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how to fabricate recoil pad jig

Discussion in 'Shooting Related Threads' started by Ernesto1, Jun 25, 2012.

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  1. Ernesto1

    Ernesto1 Member

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    Hi all. Have a separate thread for WTB B&R recoil pad jig.

    Would prefer to purchase but being they are discontinued has anyone fabricated one using the B&R as a guide? If so, could you provide details as to what materials are used, etc? Pictures would be a blessing

    I'm reasonably sure that with this item being discontinued by the manufacturer, patent infringement is remote..

    Thanks, Darryl
     
  2. high 2

    high 2 Member

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    There are others that work just as well. I have 2 of the B&R's and most all of the others, and prefer the others. Larry
     
  3. JACK

    JACK Well-Known Member Supporting Vendor

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    High 2. Show and tell which one you like.

    I take a old pad with a comparable toe angle, tape them together allowing me to run up to the score line and get close. Then finish it by ETE (Eye-Trial-Error)
     
  4. skeet_man

    skeet_man Well-Known Member

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    To replicate the B&R, you'd need a mill and a welder (or some way to solder/braze) to start with, and probably a lathe. If you have those items (you could get away w/ out the lathe if you had to), then its not complicated. If you don't have those items, its impossible.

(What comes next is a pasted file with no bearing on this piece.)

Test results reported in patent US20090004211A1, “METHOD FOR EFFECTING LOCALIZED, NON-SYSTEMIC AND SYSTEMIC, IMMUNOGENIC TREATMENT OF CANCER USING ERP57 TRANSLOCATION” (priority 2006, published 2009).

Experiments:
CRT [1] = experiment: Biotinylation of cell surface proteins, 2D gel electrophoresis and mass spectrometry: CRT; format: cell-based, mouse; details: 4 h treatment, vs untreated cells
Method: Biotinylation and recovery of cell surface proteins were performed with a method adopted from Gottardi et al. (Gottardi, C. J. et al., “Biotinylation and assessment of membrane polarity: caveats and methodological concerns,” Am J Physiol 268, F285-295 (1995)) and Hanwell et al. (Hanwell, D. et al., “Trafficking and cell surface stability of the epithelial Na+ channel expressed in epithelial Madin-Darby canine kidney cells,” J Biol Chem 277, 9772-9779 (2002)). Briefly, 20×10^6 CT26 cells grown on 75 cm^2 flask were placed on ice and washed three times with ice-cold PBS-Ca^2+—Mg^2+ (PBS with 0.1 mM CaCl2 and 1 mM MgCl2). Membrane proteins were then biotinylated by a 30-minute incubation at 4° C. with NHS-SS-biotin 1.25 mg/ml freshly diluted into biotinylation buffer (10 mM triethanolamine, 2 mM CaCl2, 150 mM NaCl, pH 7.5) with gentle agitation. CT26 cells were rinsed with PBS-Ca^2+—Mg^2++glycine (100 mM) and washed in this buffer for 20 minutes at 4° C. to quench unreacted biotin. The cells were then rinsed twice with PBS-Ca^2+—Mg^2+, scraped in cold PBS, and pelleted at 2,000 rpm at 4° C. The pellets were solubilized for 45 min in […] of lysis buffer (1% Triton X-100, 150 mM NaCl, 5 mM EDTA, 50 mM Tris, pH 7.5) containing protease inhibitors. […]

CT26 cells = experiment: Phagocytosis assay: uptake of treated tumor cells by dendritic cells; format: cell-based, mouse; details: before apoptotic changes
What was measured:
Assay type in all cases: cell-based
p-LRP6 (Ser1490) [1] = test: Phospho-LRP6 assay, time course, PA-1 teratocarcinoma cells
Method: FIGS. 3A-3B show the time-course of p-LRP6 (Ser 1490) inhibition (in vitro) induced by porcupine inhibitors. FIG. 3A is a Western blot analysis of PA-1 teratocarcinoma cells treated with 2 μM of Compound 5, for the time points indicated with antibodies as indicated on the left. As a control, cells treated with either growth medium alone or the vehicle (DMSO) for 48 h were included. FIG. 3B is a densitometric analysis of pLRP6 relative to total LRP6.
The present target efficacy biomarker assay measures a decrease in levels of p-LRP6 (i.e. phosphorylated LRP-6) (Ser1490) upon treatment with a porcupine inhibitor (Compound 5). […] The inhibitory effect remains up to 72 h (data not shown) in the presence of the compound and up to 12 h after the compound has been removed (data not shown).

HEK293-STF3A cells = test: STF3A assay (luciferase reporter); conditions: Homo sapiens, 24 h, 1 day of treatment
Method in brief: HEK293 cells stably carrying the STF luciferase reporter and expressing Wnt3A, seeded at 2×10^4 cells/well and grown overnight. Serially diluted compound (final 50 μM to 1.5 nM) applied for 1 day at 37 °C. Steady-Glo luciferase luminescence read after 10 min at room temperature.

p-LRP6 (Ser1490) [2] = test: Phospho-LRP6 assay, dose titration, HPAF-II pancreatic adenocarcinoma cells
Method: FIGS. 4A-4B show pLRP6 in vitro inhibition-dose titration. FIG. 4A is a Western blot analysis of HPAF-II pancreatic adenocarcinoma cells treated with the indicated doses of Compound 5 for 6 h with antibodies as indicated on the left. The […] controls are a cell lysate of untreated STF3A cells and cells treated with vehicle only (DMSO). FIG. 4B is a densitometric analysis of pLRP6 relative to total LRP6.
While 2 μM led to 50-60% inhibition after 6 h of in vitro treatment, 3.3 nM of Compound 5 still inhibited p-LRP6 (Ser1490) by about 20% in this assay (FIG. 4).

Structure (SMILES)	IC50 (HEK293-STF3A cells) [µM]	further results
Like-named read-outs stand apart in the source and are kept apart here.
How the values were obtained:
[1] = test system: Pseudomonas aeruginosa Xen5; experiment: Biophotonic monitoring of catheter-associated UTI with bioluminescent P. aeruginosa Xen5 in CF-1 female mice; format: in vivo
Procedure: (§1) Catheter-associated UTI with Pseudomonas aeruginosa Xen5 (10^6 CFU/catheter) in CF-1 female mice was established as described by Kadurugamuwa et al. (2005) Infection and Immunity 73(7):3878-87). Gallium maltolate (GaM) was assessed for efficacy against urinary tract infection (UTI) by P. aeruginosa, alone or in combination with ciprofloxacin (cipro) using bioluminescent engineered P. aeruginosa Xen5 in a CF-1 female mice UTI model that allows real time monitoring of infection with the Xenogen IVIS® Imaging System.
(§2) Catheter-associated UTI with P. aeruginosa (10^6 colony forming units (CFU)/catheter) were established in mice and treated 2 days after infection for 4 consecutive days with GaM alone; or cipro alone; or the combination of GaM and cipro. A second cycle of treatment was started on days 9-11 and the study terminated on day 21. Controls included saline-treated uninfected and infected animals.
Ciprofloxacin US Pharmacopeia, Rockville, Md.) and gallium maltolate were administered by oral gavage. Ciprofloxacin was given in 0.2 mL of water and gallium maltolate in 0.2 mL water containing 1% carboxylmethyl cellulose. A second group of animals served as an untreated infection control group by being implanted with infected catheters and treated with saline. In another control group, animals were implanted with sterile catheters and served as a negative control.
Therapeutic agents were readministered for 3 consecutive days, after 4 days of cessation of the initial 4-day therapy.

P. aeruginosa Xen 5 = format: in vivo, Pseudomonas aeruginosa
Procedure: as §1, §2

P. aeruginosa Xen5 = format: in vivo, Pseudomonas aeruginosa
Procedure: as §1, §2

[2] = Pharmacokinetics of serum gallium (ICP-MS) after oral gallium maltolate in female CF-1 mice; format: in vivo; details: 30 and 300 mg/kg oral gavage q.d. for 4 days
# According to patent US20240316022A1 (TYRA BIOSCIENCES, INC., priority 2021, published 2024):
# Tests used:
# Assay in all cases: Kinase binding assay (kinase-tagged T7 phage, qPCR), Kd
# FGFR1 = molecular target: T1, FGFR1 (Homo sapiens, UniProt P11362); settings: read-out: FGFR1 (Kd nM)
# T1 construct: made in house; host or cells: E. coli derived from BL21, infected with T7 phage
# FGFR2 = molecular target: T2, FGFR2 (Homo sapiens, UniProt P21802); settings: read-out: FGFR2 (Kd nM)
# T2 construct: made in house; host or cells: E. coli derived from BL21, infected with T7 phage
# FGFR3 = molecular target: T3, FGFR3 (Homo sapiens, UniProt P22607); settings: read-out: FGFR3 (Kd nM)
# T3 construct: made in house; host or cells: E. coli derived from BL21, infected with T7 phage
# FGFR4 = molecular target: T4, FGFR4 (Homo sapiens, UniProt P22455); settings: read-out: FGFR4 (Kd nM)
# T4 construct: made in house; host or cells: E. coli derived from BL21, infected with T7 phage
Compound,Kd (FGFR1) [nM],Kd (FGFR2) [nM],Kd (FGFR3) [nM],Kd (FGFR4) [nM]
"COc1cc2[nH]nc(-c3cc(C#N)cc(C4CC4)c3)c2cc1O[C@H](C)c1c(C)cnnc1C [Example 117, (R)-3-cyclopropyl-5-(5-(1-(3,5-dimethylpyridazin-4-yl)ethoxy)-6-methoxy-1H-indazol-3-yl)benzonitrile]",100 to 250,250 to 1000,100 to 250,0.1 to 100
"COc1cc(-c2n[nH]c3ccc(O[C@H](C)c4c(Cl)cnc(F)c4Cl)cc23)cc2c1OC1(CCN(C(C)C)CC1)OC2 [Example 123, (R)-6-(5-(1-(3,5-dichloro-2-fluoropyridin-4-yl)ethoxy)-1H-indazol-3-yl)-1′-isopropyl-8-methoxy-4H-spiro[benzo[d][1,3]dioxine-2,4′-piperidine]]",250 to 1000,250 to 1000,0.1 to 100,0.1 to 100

5. 12ShotTwo

    12ShotTwo Member

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    Are you sure they are discontinued, the web site has then on backorder. They were on backorder back in December and I finally got my last month. I love mine and it works great for me. Joe
     
  6. high 2

    high 2 Member

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    Each one has it's place for me. To grind out a bump buster or gracoil I like the Gracoil fixture. The B-Square is a little faster because of the stop on the bottom. That lets you move from heel to toe with the angle pre set. The B&R is probably best for me to grind pads. Larry
    high2_2008_211091.jpg
     
  7. GW22

    GW22 Active Member

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    Darryl:

    Save your time. I owned a metal fabrication shop for years but still wouldn't waste time building a fixture when Midway USA sells the Graco one for $55. It's well-built and ready-to go. All you might need is a couple longer machine screws than what they provide if you need to grind a really thick pad.

    -Gary
     
  8. skeet_man

    skeet_man Well-Known Member

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    The problem w/ anything but the B&R shows up when you try to grind any pad but a perfectly flat one. Then it can be hard to attached the pad to the jig strong enough so it doesn't move around, but not so strong that it bulges out the rubber and distorts the shape of the pad.
     
  9. high 2

    high 2 Member

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    That`s the problem I`ve always had. I know there are some who can grind a pad useing one of the others, but I prefer the B&R too for pads. Larry
     
  10. Ernesto1

    Ernesto1 Member

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    Thanks for all the input. I have a Miles Gilbert pad jig and find it unstable when using with my 12" disc sander. I had used a B&R a few years ago that belonged to a friend and found it the easiest to use with the sander.